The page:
Article

Agents increasingly advising contractors to hire bonded subcontractors

With general contractors experiencing pressure on a variety of fronts, independent agents are playing an increasingly important role on the construction site. As general contractors work to complete jobs on schedule, within budget and according to specifications, they rely on subcontractors to do the same. Unfortunately, many subcontractors are having difficulty meeting commitments due to labor and supply shortages, and even the best can make scheduling errors, mismanage payments to employees and vendors, and more.

Given the prevailing market dynamics, independent agents increasingly are advising general contractors to require subcontractors to be bonded – minimizing general contractors’ financial risks and bolstering their risk management programs. 

To bond or not to bond?

If a subcontractor fails to execute, it can spell disaster for the general contractor who can ultimately be held financially responsible. Couple this with the rising costs of materials, the ongoing supply chain issues and the widespread labor shortage, and contractors could face a variety of risks in today’s market. While it very often makes sense for a general contractor to require subcontractors to be bonded, that’s not always the case, in particular, if replacement subcontractors and materials can be easily lined up. The following are key considerations of experienced agents.

  1. Size and importance of the subcontract: Is the subcontractor performing a large-scale job that is critical to the completion of the project and has subsequent jobs dependent on its completion, such as electrical or plumbing?
  1. Size of the bid spread between a subcontractor and other bidders: How far is the subcontractor’s bid away from other subcontractors’ bids? If the bid is significantly lower than the other bids (more than a 10% difference), did the subcontractor ensure nothing was omitted? In some instances, bids on the extremes may indicate a lack of experience or forecast a potential issue in the subcontractor’s ability to pay employees and/or suppliers if the actual cost is more than anticipated in the bid.
  1. Past work experiences, financial strength and payment history of a subcontractor: Does the subcontractor have a proven history of performance, including payments to its employees and suppliers?
  1. Availability of replacement subcontractors in the event of a default: Is the subcontractor performing specialized work? How easy would it be to replace the subcontractor without impacting the overall project timeline?
  1. Specialty materials or equipment within a subcontractor’s scope: Is the subcontractor responsible for ordering special materials or arranging equipment rentals? What would happen if an incorrect delivery date is provided, the wrong material is ordered or materials are held for late payment, resulting in a delay in the overall project timeline?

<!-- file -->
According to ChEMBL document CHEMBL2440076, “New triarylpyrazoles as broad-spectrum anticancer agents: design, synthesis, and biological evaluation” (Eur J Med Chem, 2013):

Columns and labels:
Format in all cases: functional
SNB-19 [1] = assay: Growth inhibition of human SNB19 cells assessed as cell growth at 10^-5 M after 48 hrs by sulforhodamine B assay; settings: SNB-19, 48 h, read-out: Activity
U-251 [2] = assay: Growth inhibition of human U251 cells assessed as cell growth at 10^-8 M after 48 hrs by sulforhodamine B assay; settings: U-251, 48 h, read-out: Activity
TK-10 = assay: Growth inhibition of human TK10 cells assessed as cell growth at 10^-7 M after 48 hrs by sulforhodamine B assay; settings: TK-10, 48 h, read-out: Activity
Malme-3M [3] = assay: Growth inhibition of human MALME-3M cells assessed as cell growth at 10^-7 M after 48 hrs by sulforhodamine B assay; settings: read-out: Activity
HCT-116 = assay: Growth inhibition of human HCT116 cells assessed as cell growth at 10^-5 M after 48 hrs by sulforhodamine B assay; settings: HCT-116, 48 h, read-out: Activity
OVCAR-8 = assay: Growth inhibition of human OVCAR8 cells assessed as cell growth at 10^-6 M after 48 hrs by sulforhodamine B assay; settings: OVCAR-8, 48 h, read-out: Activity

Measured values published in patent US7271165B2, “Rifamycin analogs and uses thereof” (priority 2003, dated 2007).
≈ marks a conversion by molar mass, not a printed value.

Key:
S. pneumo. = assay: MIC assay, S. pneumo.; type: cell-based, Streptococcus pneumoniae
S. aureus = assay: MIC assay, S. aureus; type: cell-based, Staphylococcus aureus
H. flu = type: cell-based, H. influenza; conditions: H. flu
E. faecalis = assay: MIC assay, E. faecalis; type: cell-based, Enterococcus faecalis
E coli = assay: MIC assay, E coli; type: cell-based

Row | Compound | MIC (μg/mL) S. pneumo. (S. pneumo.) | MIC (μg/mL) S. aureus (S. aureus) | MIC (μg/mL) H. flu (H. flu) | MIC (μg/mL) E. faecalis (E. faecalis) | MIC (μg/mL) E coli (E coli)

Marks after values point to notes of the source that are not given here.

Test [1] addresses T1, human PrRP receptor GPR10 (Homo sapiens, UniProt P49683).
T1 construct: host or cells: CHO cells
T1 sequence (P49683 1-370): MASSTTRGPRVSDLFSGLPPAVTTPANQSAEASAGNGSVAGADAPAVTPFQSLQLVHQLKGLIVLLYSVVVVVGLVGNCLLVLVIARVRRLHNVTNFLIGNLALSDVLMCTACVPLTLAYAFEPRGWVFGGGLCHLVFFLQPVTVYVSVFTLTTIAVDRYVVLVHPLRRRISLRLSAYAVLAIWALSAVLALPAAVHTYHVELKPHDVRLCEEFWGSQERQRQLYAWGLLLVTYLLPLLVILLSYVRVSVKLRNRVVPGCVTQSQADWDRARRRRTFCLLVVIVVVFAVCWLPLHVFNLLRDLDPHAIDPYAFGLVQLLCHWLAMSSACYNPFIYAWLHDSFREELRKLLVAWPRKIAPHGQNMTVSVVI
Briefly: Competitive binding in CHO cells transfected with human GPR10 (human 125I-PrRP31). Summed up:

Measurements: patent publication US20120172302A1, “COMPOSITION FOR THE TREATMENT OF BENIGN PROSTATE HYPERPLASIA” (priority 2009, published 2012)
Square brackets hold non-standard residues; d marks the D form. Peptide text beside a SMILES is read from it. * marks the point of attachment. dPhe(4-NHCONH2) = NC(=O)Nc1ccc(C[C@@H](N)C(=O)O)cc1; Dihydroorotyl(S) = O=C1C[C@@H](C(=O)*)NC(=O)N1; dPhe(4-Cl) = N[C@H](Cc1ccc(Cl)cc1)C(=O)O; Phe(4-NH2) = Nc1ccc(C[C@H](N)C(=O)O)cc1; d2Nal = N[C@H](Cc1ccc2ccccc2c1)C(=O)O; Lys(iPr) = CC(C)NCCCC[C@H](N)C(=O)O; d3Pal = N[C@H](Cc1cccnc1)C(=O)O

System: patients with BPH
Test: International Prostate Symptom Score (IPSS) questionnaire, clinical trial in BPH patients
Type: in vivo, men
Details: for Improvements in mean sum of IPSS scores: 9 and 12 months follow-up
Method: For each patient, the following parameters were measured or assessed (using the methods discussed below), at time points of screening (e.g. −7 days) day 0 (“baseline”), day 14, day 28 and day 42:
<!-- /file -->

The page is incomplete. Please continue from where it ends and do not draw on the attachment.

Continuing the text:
1. Aggregation exposure: Is the subcontractor performing multiple types of work on any one job, or, is the subcontractor working on multiple jobs for the general contractor? What would the impact be to one or all jobs if that subcontractor unexpectedly became insolvent?
  1. Previous experience with the subcontractor: Is the subcontractor considered a new working relationship for the general contractor? In some situations, a general contractor’s preferred subcontractor may be unavailable. In that case, would the general contractor want protection for new relationship’s performance? 

Benefits of subcontractor bonds

By requiring bid bonds from subcontractors, general contractors can guard themselves against increased costs that may be incurred if a subcontractor does not enter the contract. At the same time, it provides assurance the subcontractors were prequalified by a surety underwriter, ensuring they have the experience and financial means to complete the project. 

Subcontractor performance and payment bonds help to mitigate the financial harm associated with the risk that the subcontractor will fail to complete the project according to the contract terms, and helps to ensure bills for labor and material incurred by the subcontractor will be paid. 

Requiring subcontractors to be bonded is an important step general contractors can take to mitigate their project risks. Contractors can leverage the knowledge of carriers and agencies that are deeply experienced in the intricacies of construction surety bonding. By analyzing bonded subcontractors and looking into the current state of subcontractors’ financials, current roster of projects and more, a carrier can offer important information to help general contractors protect their businesses. The Hanover can assist independent agents and general contractors in creating the right surety program for their unique needs.

 

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About the author

Jim Kawiecki is the president of surety at The Hanover. An industry leader with more than 30 years of experience, Jim has served in a variety of leadership roles in the industry and has extensive expertise in strategy, sales, and marketing and distribution for contract surety.